(2) be directly supervised by a person holding a valid Minnesota teaching license;

(3) successfully complete a teacher competency examination;

(4) provide instruction in a school that is accredited by an accrediting agency, recognized according to section 123B.445, or recognized by the commissioner;

(5) hold a baccalaureate degree; or

(6) be the parent of a child who is assessed according to the procedures in subdivision 11.

Any person providing instruction in a public school must meet the requirements of clause (1).

MN S. 120A22, subd.10

 

Each district maintains a complete list of teachers and their qualifications in the district's administrative office.

 

6.0.02 Contracted Services Staff Qualifications

When contracting for evaluations or special education services, a district shall contract with personnel who hold appropriate licenses issued by the Board of Teaching or commissioner of education. If either the board or commissioner does not issue a license for a necessary service, the district shall contract with personnel who are members in good standing of professional organizations that regulate the conduct of its members and set standards for that profession.

A school district may provide direct or indirect special education services by district special education staff to a pupil attending a community-based program. A school district may contract for special education services with a community-based program if the program meets Department of Education rules.

MN R 3525.1550

The ASEC main office maintains a list of professionals that are under contract with the cooperative to provide special education consultation services.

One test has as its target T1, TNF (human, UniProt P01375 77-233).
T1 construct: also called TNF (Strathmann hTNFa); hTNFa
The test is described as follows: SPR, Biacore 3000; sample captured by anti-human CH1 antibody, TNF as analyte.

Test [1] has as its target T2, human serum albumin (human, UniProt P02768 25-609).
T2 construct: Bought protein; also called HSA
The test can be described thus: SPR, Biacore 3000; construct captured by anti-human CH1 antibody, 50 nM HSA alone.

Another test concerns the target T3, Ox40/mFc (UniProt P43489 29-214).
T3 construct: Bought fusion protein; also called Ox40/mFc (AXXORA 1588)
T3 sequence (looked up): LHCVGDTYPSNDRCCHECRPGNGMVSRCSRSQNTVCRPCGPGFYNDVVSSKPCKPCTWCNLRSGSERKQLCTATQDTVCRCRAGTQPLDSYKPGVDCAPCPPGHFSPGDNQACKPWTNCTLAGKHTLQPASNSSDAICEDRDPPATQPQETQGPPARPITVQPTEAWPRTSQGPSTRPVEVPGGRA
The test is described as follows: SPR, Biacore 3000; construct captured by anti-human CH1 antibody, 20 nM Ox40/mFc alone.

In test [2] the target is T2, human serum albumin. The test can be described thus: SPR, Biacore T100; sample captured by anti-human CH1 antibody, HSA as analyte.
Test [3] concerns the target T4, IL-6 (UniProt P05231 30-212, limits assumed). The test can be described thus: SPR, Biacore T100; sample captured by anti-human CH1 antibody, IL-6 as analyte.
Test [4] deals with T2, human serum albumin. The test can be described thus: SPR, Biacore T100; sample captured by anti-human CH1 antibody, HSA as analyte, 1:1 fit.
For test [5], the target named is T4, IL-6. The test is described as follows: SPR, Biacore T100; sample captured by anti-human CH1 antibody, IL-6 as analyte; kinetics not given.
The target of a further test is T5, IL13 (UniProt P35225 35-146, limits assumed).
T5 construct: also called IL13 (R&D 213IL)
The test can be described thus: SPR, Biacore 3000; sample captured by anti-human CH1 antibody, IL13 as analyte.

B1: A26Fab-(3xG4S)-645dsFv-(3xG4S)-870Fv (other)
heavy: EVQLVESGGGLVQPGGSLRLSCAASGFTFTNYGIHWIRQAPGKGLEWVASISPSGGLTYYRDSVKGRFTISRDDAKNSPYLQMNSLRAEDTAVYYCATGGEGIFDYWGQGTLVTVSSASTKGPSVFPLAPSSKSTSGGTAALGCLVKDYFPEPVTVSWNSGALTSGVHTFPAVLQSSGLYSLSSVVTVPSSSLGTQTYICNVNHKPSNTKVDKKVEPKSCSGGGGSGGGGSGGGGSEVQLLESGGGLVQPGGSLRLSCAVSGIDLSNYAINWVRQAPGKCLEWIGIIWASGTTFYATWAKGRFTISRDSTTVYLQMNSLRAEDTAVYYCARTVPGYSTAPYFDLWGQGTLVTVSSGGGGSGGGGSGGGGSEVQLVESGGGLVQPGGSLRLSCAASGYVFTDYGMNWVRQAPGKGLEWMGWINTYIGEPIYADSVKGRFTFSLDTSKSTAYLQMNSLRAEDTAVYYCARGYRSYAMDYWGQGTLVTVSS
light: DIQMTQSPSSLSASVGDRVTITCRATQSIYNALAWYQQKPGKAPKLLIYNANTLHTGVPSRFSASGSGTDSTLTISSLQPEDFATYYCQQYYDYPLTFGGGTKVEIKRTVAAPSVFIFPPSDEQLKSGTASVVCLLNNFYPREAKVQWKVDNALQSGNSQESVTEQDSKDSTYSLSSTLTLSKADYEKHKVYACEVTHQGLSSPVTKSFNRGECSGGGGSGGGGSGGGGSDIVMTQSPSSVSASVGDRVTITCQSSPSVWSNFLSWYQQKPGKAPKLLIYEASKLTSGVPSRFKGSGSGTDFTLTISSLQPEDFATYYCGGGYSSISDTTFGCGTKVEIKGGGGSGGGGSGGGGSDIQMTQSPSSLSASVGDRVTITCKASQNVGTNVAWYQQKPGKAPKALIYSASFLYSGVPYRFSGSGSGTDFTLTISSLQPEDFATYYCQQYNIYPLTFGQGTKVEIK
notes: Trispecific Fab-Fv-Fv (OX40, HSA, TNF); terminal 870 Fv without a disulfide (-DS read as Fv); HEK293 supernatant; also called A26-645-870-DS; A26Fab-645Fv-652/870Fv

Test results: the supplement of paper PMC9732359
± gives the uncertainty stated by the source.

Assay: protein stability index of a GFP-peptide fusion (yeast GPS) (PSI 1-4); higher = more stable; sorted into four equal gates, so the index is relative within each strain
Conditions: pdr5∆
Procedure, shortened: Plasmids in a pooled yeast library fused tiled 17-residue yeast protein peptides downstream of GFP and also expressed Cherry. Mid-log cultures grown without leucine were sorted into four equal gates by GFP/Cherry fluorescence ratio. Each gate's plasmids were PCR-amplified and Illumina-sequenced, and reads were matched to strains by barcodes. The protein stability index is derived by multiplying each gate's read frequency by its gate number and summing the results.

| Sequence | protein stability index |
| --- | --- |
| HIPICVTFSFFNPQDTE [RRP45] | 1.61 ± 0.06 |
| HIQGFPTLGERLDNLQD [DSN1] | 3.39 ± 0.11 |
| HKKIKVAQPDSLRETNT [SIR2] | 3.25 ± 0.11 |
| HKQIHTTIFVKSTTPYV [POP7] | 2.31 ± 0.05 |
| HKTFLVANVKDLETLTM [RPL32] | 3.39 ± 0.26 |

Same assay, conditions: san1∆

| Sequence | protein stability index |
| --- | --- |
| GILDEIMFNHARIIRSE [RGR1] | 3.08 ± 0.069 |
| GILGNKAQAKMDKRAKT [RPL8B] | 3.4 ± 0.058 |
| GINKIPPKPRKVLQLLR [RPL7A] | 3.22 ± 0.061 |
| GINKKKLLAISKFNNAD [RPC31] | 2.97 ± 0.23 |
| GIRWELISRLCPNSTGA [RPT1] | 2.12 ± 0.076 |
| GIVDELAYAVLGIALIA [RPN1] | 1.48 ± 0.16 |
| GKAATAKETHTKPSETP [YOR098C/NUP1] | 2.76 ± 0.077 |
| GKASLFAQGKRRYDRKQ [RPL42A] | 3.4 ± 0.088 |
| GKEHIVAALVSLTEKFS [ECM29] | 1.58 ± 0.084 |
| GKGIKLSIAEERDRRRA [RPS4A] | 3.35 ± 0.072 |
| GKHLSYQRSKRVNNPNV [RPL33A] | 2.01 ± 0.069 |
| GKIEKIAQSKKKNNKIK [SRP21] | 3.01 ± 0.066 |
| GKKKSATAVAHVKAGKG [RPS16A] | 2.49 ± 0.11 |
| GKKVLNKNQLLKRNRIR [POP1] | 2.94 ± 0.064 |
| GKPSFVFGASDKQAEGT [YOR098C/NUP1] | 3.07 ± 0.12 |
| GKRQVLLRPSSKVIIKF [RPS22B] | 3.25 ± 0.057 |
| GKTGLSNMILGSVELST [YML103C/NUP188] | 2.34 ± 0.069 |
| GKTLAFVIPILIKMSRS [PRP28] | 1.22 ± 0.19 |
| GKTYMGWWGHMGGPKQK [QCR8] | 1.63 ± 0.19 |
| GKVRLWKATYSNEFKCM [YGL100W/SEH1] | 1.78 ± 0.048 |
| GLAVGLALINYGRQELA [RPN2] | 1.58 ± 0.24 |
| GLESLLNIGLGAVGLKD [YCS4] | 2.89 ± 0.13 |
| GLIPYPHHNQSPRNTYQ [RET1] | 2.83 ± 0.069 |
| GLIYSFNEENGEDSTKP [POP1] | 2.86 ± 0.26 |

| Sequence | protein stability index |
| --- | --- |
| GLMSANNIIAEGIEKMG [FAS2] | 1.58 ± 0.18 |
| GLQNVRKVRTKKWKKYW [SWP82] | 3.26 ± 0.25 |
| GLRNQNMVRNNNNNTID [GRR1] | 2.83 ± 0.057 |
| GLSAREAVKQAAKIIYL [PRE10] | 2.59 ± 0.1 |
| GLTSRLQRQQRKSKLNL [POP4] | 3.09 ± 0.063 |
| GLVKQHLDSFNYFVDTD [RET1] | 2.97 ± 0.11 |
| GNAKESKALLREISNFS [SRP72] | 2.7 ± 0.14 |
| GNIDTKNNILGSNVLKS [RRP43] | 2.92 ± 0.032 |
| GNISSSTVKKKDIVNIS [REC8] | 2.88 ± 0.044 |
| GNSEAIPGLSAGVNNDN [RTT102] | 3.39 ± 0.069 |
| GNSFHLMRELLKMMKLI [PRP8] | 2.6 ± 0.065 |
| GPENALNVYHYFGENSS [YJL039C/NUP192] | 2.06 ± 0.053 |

6.01 Personnel Variances

Authority to issue personnel variances.

The Board of Teaching hereby authorizes the issuance of personnel variances which permit a teacher to teach in related subjects or fields for which such teacher is not currently licensed. The designated administrator of a local school district or charter school may request the Board of Teaching to issue a personnel variance which permits a teacher to teach subjects or fields for which that teacher is not currently licensed.

Criteria for issuance.

A personnel variance authorized by subpart 1 shall be issued to the designated administrator of a school district or charter school if the following conditions are met:

 

  1. the designated administrator of the school district or charter school requests a personnel variance according to this part;

  2. the designated administrator of the school district or charter school verifies in writing that:

    1. reasonable efforts have been made to assign existing staff to fill the position with a fully licensed teacher;

    2. no applicant holding a teaching license in a subject or field for which a personnel variance is requested can fulfill the requirements of the position; and

    3. the position has been advertised, and if the position is one-half time or more, the position has been advertised statewide;